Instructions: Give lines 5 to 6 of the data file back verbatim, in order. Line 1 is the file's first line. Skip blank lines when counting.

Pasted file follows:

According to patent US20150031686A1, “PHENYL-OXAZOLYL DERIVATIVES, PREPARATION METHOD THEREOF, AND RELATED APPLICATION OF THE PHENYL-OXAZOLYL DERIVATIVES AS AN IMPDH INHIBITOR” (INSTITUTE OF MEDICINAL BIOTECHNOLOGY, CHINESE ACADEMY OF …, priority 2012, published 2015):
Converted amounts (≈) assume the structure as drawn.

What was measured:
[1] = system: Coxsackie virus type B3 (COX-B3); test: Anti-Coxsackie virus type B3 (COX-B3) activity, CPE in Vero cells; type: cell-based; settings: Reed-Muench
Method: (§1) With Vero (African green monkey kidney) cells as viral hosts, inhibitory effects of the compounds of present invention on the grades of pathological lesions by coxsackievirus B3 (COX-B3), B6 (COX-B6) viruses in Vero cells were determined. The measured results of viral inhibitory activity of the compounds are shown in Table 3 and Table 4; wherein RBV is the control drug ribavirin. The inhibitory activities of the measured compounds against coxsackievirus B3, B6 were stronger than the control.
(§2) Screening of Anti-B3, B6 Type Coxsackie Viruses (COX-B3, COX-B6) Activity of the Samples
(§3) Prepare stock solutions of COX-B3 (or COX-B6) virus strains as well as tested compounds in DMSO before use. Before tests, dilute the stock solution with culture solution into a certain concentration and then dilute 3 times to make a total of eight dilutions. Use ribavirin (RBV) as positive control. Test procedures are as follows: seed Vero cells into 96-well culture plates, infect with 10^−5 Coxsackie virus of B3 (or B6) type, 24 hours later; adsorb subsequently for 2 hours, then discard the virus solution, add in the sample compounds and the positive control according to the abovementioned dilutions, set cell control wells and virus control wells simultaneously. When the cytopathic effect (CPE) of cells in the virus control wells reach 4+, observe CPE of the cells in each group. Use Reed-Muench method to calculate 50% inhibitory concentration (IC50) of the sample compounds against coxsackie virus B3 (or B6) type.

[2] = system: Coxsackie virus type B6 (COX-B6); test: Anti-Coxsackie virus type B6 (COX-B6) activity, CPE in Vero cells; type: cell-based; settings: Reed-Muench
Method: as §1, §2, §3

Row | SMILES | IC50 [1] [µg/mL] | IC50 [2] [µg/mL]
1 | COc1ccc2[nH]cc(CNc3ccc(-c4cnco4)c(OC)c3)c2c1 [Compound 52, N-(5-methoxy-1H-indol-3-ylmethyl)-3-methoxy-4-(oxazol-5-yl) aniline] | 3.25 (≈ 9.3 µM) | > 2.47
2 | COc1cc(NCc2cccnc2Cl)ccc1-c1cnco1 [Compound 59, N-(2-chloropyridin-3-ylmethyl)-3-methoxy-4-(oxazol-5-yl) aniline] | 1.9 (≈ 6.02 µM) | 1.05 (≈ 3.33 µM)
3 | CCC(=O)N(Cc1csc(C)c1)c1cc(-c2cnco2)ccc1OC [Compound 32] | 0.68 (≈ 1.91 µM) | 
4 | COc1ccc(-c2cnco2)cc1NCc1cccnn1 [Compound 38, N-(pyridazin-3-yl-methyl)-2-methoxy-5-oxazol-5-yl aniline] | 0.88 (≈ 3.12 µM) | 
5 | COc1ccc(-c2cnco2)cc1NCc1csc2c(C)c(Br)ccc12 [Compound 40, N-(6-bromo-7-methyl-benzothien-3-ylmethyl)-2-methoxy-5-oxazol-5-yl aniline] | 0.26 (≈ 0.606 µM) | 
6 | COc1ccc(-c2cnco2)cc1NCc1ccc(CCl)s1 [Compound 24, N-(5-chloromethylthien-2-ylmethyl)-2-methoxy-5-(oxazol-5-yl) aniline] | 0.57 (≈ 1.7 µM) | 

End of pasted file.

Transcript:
Method: (§1) With Vero (African green monkey kidney) cells as viral hosts, inhibitory effects of the compounds of present invention on the grades of pathological lesions by coxsackievirus B3 (COX-B3), B6 (COX-B6) viruses in Vero cells were determined. The measured results of viral inhibitory activity of the compounds are shown in Table 3 and Table 4; wherein RBV is the control drug ribavirin. The inhibitory activities of the measured compounds against coxsackievirus B3, B6 were stronger than the control.
(§2) Screening of Anti-B3, B6 Type Coxsackie Viruses (COX-B3, COX-B6) Activity of the Samples